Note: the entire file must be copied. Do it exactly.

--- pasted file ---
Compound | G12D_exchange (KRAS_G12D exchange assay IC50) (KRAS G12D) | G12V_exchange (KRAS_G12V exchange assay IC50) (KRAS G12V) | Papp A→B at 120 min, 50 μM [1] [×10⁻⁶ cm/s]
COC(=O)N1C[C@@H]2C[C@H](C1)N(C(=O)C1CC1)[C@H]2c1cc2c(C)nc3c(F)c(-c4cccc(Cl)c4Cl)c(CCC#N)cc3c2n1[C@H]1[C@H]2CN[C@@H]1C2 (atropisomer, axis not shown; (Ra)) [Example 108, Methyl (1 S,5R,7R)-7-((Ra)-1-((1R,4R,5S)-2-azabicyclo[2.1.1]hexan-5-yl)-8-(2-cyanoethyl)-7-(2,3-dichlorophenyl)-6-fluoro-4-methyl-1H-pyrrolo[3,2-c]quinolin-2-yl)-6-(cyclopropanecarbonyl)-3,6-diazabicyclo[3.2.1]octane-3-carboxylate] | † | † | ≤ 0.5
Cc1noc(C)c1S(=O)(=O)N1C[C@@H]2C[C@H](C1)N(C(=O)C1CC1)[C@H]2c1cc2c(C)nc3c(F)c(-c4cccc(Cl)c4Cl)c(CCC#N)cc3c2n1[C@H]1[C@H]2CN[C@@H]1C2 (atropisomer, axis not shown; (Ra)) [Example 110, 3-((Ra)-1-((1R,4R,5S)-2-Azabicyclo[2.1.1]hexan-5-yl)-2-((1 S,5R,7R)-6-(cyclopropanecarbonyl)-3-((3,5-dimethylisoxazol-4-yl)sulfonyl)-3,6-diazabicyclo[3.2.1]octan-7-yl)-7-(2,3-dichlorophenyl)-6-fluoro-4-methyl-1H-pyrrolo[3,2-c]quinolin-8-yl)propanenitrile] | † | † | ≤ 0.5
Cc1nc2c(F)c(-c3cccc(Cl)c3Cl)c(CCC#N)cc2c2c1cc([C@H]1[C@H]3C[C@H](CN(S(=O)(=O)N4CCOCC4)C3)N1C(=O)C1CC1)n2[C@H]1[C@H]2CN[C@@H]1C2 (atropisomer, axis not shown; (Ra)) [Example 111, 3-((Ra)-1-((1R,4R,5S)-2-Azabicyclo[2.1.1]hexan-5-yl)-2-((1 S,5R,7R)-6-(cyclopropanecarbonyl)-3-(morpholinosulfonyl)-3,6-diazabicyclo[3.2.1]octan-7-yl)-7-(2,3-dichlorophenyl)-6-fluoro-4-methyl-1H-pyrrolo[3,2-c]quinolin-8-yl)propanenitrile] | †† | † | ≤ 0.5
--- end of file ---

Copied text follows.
Compound | G12D_exchange (KRAS_G12D exchange assay IC50) (KRAS G12D) | G12V_exchange (KRAS_G12V exchange assay IC50) (KRAS G12V) | Papp A→B at 120 min, 50 μM [1] [×10⁻⁶ cm/s]
COC(=O)N1C[C@@H]2C[C@H](C1)N(C(=O)C1CC1)[C@H]2c1cc2c(C)nc3c(F)c(-c4cccc(Cl)c4Cl)c(CCC#N)cc3c2n1[C@H]1[C@H]2CN[C@@H]1C2 (atropisomer, axis not shown; (Ra)) [Example 108, Methyl (1 S,5R,7R)-7-((Ra)-1-((1R,4R,5S)-2-azabicyclo[2.1.1]hexan-5-yl)-8-(2-cyanoethyl)-7-(2,3-dichlorophenyl)-6-fluoro-4-methyl-1H-pyrrolo[3,2-c]quinolin-2-yl)-6-(cyclopropanecarbonyl)-3,6-diazabicyclo[3.2.1]octane-3-carboxylate] | † | † | ≤ 0.5
Cc1noc(C)c1S(=O)(=O)N1C[C@@H]2C[C@H](C1)N(C(=O)C1CC1)[C@H]2c1cc2c(C)nc3c(F)c(-c4cccc(Cl)c4Cl)c(CCC#N)cc3c2n1[C@H]1[C@H]2CN[C@@H]1C2 (atropisomer, axis not shown; (Ra)) [Example 110, 3-((Ra)-1-((1R,4R,5S)-2-Azabicyclo[2.1.1]hexan-5-yl)-2-((1 S,5R,7R)-6-(cyclopropanecarbonyl)-3-((3,5-dimethylisoxazol-4-yl)sulfonyl)-3,6-diazabicyclo[3.2.1]octan-7-yl)-7-(2,3-dichlorophenyl)-6-fluoro-4-methyl-1H-pyrrolo[3,2-c]quinolin-8-yl)propanenitrile] | † | † | ≤ 0.5
Cc1nc2c(F)c(-c3cccc(Cl)c3Cl)c(CCC#N)cc2c2c1cc([C@H]1[C@H]3C[C@H](CN(S(=O)(=O)N4CCOCC4)C3)N1C(=O)C1CC1)n2[C@H]1[C@H]2CN[C@@H]1C2 (atropisomer, axis not shown; (Ra)) [Example 111, 3-((Ra)-1-((1R,4R,5S)-2-Azabicyclo[2.1.1]hexan-5-yl)-2-((1 S,5R,7R)-6-(cyclopropanecarbonyl)-3-(morpholinosulfonyl)-3,6-diazabicyclo[3.2.1]octan-7-yl)-7-(2,3-dichlorophenyl)-6-fluoro-4-methyl-1H-pyrrolo[3,2-c]quinolin-8-yl)propanenitrile] | †† | † | ≤ 0.5